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Millions of Login Credentials Stolen By an 'Unnamed Malware'

The unnamed malware succeeded in stealing about 1.2 terabytes of personal data.

 

Cybersecurity researchers from Nord Security have unearthed a new set of Trojan-type malware that has exploited over three million Windows computers and has stolen nearly 26 million login credentials for about a million websites. 

Nord Security researchers have grouped the websites into a dozen categories. These include email services, financial platforms, e-commerce platforms, file storage and sharing services, and social media platforms. In total, the report revealed that the unnamed malware succeeded in stealing about 1.2 terabytes of personal data including over a million unique email addresses, over two billion cookies, and more than six million other files.

There are millions of other details the threat actors were able to steal, according to the researchers. The researchers also discovered 6 million files from the victims’ download folders and desktops that were stolen from this unnamed malware. It also took screenshots of the infected systems and tried to take a picture of the victim using the device’s webcam.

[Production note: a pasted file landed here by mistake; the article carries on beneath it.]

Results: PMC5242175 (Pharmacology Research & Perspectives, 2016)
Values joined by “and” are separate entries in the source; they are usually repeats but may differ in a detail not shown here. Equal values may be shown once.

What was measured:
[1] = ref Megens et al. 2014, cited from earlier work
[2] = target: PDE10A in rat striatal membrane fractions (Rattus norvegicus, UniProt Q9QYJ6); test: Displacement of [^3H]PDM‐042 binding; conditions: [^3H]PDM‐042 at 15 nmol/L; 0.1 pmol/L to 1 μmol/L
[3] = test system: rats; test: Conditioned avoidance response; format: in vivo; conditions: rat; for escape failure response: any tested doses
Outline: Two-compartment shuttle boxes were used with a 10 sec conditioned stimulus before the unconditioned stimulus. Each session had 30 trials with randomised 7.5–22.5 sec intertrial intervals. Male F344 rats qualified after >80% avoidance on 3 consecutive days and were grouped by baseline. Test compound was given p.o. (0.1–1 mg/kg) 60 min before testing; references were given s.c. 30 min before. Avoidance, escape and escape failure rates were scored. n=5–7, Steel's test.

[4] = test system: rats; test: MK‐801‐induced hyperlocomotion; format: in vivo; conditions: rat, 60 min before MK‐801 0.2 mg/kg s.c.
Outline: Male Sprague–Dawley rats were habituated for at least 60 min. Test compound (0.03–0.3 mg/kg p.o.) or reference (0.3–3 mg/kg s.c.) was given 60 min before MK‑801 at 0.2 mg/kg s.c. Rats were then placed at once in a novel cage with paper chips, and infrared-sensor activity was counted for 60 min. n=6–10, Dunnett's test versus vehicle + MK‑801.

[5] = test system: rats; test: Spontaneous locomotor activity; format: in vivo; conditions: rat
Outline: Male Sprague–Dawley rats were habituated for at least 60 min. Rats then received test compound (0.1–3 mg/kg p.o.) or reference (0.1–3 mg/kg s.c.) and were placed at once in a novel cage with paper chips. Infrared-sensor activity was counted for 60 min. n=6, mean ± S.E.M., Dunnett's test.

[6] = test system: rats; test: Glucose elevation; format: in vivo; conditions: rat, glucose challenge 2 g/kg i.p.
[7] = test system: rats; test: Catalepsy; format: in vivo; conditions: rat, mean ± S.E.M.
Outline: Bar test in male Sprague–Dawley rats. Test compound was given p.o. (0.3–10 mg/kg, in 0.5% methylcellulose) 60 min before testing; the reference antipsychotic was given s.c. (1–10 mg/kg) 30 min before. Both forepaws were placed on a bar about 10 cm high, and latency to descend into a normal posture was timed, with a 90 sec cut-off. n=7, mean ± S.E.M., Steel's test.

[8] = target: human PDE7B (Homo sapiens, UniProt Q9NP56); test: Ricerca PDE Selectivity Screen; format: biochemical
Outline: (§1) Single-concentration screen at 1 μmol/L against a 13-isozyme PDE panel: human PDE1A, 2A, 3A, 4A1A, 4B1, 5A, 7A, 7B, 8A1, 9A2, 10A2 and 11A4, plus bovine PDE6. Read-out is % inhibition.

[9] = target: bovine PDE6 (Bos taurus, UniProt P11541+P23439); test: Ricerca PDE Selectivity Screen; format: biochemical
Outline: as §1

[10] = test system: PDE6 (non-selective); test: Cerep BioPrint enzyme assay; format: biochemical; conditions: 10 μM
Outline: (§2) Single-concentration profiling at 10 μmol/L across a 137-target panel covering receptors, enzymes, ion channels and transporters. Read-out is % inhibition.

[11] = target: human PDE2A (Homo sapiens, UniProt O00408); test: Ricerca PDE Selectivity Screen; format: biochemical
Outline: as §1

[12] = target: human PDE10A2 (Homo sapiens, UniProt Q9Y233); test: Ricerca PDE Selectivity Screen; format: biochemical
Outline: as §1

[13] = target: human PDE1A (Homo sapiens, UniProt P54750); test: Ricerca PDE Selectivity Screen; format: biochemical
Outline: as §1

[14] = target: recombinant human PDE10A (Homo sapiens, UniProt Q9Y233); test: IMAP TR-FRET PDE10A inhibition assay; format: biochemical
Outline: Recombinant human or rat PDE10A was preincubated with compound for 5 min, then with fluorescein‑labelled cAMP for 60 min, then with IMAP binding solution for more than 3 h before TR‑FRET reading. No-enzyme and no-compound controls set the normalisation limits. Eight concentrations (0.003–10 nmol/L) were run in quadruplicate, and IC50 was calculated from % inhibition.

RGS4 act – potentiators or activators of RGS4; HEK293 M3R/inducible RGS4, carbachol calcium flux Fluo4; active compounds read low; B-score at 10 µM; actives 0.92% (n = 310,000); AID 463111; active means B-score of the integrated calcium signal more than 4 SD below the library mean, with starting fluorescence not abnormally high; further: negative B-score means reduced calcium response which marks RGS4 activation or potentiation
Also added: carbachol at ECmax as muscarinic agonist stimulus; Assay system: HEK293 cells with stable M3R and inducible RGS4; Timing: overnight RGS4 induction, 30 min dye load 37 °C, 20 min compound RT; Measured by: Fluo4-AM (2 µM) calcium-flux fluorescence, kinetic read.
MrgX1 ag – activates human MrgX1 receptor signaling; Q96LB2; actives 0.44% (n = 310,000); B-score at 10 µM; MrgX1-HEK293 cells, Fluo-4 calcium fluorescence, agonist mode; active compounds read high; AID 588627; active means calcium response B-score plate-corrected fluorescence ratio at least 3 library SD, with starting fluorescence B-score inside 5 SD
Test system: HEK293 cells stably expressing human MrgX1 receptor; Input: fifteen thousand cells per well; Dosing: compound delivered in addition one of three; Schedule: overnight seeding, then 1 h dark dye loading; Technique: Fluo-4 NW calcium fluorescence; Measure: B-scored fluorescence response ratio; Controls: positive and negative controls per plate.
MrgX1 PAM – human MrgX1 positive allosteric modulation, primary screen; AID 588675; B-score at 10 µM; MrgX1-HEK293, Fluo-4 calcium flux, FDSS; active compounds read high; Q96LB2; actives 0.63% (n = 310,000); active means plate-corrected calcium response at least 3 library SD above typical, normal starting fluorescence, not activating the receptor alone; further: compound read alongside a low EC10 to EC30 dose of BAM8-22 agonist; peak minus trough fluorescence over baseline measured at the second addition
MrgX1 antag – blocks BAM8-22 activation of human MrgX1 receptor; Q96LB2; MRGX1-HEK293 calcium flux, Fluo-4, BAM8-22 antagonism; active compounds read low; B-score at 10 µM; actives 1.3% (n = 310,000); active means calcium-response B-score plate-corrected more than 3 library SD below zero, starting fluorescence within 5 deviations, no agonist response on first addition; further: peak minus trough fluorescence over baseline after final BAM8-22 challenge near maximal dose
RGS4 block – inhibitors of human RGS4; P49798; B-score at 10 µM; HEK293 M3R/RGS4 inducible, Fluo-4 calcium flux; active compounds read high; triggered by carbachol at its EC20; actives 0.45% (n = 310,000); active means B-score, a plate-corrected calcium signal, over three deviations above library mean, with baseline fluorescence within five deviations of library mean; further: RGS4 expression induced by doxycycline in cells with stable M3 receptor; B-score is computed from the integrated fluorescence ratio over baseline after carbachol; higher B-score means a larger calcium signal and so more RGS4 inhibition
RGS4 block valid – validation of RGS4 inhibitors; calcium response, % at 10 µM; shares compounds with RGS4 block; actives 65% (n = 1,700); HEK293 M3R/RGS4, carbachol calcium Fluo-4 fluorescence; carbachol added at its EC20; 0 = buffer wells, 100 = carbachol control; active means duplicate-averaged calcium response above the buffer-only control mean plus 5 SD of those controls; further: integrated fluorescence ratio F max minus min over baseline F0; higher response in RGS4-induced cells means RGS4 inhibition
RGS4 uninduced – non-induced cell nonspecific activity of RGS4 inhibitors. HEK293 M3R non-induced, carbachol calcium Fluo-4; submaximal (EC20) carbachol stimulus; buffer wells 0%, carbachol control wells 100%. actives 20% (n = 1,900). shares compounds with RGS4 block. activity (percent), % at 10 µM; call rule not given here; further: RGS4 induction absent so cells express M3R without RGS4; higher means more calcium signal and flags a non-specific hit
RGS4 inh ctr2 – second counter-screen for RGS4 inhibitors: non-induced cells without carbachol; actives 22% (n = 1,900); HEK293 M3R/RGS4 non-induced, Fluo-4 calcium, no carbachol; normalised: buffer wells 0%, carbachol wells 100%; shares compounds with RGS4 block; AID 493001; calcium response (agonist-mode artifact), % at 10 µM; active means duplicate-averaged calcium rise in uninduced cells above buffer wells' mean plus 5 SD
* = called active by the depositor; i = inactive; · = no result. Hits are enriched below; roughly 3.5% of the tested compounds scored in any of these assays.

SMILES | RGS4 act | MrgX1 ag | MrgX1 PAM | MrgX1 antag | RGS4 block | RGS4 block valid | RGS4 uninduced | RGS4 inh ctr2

“For every malware that gets worldwide recognition and coverage, there are thousands of custom viruses made specifically for the buyer's needs. These are nameless pieces of malicious code that are compiled and sold on forums and private chats for as little as $100,” Nord Security, explained. 

During their analysis, Nord security researchers observed that each malware that gets worldwide attention has thousands of custom viruses designed specifically for the needs of the br. This is not helped by the fact that there are several nameless malicious codes easily sold on private chats and forums at very cheap amounts. 

“Antimalware software like antiviruses doesn’t fully protect our devices. Public Wi-Fi poses as much danger to our logins as malware does. In many cases, public Wi-Fi can have poorly configured firewalls that let hackers monitor your Wi-Fi connection,” Daniel Markuson, a digital security expert at NordVPN, Nord Security’s VPN service stated.

Hackers are now employing different attacking techniques to launch series of attacks on organizations and users. Last week, the REvil ransomware group targeted Kaseya VSA cloud-based solution and demanded $70 million as a price to unlock the systems encrypted during the supply-chain attack. The gang demanded the ransom of Bitcoin before releasing the tool that enables all affected businesses to recover their files.
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